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It turns out the cheerleaders employed by pro football teams aren't big fans of their teams' employment agreements. And perhaps for good reason. A new class action lawsuit claims 26 of its 32 teams agreed "to eliminate competition for female athletes with the intent and effect of suppressing the compensation and mobility of female athletes."
Filed by a former San Francisco 49ers cheerleader just days before the Super Bowl, the lawsuit also says the NFL itself "conspired with the Defendant NFL Member Teams to coordinate, encourage, facilitate, and implement the agreement in order to pay female athletes below fair market value."
Rah Rah Raise
The lawsuit claims the NFL required teams to file their cheerleader employment contracts with the league, a move that allegedly allowed teams and the league itself to "ensure the conspiracy among the Defendant NFL Member Teams to suppress female athlete earnings was enforced."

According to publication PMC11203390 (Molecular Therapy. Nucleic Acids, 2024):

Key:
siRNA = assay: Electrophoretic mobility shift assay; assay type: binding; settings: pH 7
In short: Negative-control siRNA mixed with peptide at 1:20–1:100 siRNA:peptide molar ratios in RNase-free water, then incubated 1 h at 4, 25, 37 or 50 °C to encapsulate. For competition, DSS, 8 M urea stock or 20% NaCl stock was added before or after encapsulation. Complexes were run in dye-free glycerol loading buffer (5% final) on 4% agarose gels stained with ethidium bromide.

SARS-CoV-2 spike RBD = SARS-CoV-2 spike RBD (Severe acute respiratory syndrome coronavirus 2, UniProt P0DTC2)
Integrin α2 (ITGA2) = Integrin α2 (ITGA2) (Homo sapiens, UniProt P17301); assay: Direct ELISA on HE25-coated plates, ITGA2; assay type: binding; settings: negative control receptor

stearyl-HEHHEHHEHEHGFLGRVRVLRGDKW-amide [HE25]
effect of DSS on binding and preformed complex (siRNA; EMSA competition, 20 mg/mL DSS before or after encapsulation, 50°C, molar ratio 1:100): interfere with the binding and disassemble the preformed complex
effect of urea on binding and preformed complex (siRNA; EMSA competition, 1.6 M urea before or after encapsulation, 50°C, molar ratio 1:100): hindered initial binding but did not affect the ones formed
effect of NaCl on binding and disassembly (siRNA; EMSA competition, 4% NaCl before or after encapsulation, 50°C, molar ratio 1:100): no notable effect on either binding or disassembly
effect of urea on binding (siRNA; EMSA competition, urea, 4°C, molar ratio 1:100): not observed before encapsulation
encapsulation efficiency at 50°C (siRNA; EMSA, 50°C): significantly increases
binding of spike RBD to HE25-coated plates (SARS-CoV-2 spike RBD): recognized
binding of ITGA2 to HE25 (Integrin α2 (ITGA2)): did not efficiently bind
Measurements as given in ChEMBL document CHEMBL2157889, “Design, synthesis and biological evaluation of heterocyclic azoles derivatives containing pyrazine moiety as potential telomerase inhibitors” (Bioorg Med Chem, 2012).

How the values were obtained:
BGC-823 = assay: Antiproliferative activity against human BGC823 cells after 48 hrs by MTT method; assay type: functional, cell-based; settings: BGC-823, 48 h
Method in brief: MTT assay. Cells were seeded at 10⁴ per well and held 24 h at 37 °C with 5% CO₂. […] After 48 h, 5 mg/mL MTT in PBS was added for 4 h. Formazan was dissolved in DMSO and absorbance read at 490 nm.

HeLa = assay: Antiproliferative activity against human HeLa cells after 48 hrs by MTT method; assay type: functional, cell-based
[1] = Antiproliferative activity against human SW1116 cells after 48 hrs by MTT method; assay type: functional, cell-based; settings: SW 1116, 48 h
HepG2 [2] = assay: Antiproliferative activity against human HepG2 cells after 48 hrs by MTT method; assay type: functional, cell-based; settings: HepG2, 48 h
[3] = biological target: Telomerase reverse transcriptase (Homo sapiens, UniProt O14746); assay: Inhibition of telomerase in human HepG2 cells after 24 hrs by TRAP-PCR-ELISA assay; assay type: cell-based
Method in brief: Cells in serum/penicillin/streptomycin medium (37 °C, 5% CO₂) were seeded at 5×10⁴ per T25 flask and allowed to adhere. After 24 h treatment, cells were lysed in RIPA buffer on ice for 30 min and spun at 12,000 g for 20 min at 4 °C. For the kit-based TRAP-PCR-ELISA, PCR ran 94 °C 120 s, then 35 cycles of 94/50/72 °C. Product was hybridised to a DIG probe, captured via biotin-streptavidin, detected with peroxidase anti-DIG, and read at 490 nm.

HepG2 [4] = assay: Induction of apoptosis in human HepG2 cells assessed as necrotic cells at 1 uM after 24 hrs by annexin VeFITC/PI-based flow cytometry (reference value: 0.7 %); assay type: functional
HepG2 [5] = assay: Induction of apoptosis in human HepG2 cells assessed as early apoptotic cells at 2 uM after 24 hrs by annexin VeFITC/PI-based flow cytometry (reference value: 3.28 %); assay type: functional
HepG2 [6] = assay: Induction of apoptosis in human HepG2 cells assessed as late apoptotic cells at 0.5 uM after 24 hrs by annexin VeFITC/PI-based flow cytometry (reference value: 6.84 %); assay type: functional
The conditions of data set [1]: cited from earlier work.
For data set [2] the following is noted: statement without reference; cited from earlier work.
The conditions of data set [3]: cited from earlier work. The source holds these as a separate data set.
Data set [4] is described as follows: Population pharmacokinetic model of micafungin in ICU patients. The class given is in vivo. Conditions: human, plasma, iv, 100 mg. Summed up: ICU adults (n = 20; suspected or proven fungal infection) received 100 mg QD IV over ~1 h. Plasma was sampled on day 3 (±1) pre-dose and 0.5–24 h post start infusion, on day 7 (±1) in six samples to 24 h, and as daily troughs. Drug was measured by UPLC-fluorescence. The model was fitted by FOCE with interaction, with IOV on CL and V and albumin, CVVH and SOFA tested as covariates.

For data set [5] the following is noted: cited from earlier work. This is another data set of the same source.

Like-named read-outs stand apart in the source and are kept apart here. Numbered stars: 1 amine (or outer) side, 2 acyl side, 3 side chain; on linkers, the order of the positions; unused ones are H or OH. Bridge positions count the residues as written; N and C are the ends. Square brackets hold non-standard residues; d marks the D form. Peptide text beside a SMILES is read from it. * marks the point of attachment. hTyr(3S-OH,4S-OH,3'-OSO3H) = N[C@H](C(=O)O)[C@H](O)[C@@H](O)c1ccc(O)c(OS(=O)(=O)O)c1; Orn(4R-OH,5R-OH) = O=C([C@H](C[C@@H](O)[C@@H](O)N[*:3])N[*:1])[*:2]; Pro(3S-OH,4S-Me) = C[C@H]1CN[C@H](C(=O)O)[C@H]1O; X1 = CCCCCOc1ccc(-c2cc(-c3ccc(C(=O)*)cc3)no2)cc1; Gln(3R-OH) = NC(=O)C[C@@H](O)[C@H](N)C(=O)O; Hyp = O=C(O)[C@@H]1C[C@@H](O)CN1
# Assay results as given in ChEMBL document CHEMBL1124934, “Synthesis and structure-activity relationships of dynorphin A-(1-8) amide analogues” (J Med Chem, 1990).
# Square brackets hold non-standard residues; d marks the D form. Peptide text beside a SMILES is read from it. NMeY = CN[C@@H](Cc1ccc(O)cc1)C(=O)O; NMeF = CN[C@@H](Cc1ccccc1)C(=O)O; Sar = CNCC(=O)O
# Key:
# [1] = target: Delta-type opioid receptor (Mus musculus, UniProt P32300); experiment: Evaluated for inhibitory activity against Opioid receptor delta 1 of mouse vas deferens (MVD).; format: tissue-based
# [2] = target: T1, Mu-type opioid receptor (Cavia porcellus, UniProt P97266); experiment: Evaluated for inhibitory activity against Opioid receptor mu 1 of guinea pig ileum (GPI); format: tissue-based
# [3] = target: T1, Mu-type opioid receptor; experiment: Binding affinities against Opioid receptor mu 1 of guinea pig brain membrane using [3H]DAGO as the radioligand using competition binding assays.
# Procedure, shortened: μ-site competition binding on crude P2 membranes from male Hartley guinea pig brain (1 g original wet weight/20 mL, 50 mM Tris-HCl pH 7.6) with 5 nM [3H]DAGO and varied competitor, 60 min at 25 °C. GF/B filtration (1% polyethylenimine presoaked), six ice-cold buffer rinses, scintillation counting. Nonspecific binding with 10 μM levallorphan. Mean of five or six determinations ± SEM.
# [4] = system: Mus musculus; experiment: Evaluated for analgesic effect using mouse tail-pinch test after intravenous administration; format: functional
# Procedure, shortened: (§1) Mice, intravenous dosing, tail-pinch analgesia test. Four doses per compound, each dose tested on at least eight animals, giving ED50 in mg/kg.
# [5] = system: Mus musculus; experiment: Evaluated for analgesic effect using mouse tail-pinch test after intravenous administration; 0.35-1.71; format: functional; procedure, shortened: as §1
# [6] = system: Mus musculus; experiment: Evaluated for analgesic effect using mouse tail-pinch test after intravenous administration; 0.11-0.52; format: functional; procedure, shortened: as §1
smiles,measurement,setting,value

Also, by restricting cheerleaders' movement between teams and options for outside employment, the league could more easily limit wages: "Defendant NFL Member Teams prohibited those female athletes from seeking similar employment with other professional cheerleading teams, not just within the NFL, thus enforcing the illegal agreement to suppress earnings."
The suit is asking for rulings that the NFL violated federal antitrust laws, and is seeking damages in the neighborhood of $300 million.
Give Me a Dollar!
It's only been in the past few years that football fans and others learned how restrictive NFL cheerleader contracts could be. On top of strict rules on "how to walk, talk, dress, speak, and behave, both at work and on [their] own time," more and more lawsuits accused teams of paying cheerleaders less than minimum wage (when they actually would pay them), sometimes as little as $2 dollars an hour. But as USAToday reports those suits are having an effect:
In the past 16 months, the Raiders, Cincinnati Bengals, Tampa Bay Buccaneers and New York Jets agreed to settlements worth more than $2.6 million combined and the guarantee of minimum-wage pay. California legislators took action, ensuring professional cheerleaders get workers' compensation and other benefits, and New York legislators introduced a similar bill.
Between popular support for wage equality and recent criticism of the NFL, the trend of cheerleaders battling for equal protection and higher pay is sure to continue.